I didn’t have any long-term plays at that stage. Alex [Herbert - of Kingswood Skis and The Ski & Board Surgery] and I both thought that if we wanted to ski, we couldn’t let someone else dictate how that was going to work because it doesn’t.


If you want to ski, you have to work for yourself in some way shape or form.

You have to take control of that aspect otherwise it’s too much a conflict of interest between someone who’s trying to run a business and make money and someone who’s trying to ski as much as possible. Those two things don’t fit together, regrettably.


How do you make that fit now that you have three kids and some sort of job?

My two eldest have just got good enough that we can ski together and it makes sense and that’s definitely changed things up from being a chore to ski with the family to it being a lot of fun. That’s what’s changed this year and that’s been awesome.


But as always, you have to look at extracting the most joy from your ski day.

What are your tips for that?


You’ve just got to be continually looking at the mountain, thinking, ‘What’s best today?’ I mean, usually there’s some soft snow on the mountain so that’s what I tend to gravitate towards, but you know if you’re with the kids just running through the terrain park 100 laps that’s still fun. Or at Mt Hutt recently, hitting the little kickers along the side of all the trails, which is how I remember skiing as a kid at Falls Creek. There were no terrain parks. It was all about hitting those little goat tracks through the trees. I’ve definitely come full circle.


So just playing around close to the piste. That’s you again?


Yeah, at the moment, on certain days.


There’s always fun. Even if it’s bulletproof ice you can still drink coffee and make it work.


But I always think of the shitty snow days as training for when it’s double-overhead pow.

If you want to make the most of a good day, you have to stay ski fit.


It’s all that glass-half-fulledness, which pisses me off when people talk about it, but it’s a good attitude to life. If you can be that guy, that optimist.


So what keeps you going? Can you describe the reward point that fuels the addiction. Do you think you have an addiction?


Yes.


I still love it after all these years. I don’t have any pithy comment on explaining the rewards, but sometimes it’s not about those huge goals.


You can perhaps define a successful life as having enjoyed a lot of good turns - or even a few.

Or when I go skiing now, it’s defined by quality, so if I can get four good turns in, that’s the day made. Go home happy.


There’s a great interplay of adrenaline and endorphins and it’s always easy to scare yourself no matter how good you are. And that’s always pretty satisfying. And that’s often why people who are just starting are having so much fun.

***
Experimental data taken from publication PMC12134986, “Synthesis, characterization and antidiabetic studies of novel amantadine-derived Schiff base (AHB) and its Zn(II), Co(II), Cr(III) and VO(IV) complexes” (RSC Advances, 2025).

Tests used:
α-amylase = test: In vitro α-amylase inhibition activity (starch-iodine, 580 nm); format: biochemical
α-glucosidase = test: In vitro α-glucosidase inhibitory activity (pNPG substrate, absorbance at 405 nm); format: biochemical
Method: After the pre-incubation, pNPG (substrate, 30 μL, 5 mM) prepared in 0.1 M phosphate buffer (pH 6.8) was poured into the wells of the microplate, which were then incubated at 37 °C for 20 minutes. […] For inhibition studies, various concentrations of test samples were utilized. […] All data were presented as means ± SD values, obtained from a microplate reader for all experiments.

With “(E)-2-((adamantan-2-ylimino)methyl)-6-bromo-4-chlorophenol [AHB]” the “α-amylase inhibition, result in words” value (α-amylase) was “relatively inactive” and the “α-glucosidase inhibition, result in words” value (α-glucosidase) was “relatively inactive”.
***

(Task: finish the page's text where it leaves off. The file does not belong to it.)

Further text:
And you have seen a big evolution in skiing?


My first season in Austria in 1996, there were probably a couple of hundred people working there and I was the only one under 30 who still skied. Everyone else snowboarded. Plainly snowboarding was better for riding in powder than a pair of 207cm slalom skis that were 50mm under foot.


I remember snowboarders ripping around me in a gully. I was essentially in the bottom of the gully poling along.


It is ludicrous that my loyalty to skiing overrode what was plainly the wrong choice of weapon that day.

When did you first learn about fat skis?


When I was in Jackson Hole in 1991, I saw this guy with black gear and duct tape and he was skiing on the Atomic Heli-Guide - the first real fat ski - and I just thought this guy was the biggest loser. He was in his 30s and to me he was just some ancient crusty. And now I ski around in black Gore-Tex with duct tape and fat skis.


So, he was right and I was wrong. It was brand new. A snowboard had been sawn in half only the year before by some genius at Atomic as the inspiration for the Heli-Guide ski.


Can you remember your conversion to fat skis?


It was definitely a conversion at Damascus. The clouds opened and I floated across and God held me in the palm of his hand for a little while.


No, I can’t actually remember the first time I clicked on fat skis, I’m sorry to say. But I must have loved it.




And you have been close to the Kingswood story from the beginning...


Well, I skied on the first pair that came out of the press. We went down to Treble Cone, of all places. They were pretty good, that first ski, made with the Subaru tyre jacks. I don’t know whether that means Alex is a genius or it’s really easy to make a pair of skis...


It’s been amazing. I have the skis I’ve always dreamt of and I had a small part in suggesting some of the more amply-girthed - shall we say - of the skis.


Can you remember those conversations?


Well, I wanted to go 200mm under foot I think. Because I think it’s all about surface area.


I think the first Megafat in 2005, at 150mm was a revolutionary ski at the time — and it changed the game.

Sam overseeing the construction of the first pair of Kingswood Megafats.

My first turn in Japan on the Megafat in 2005 was definitely a highlight. I remember it vividly. It’s difficult to comprehend how deep it is. I went off piste and straight up to my eyebrow. We had this weapon that we thought was going to conquer any soft snow that was available globally.


I actually rang Alex up and said, “These skis don’t work.”

I think he was a little bit disappointed but it was just because I couldn’t compute how deep this snow was. I’ve seen quite good skiers crash and get almost a drowning fear from the depth, grovelling around and getting quite scared.


My SMBs I’ve skied well into the three figures of days since 2012 and they have taken some beatings. There’s not many skis that can handle that sort of punishment and still be skiable.



What is the future for you as a skier?


I can’t envision a time when I won’t be into skiing if I’m physically and mentally able.

It becomes a bit of a game, investing in your own health to be able to ski as long as possible. I think maybe less and less days and there will come a time maybe where you just pluck out the best conditions so that you are just nursing your body.


I think people are now redefining what’s possible as we age.


It will be interesting to see how hard people are ripping. Guys like Mike Douglas are inspirational. The old ways of aging are changing: with slippers and a tobacco pipe and a flagon of port - not that that doesn't have its place! But you can still rip around in what was once regarded as latter middle-age or old age. Hopefully this is gonna be me.


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We:Skis is a series that profiles the lives of skiers.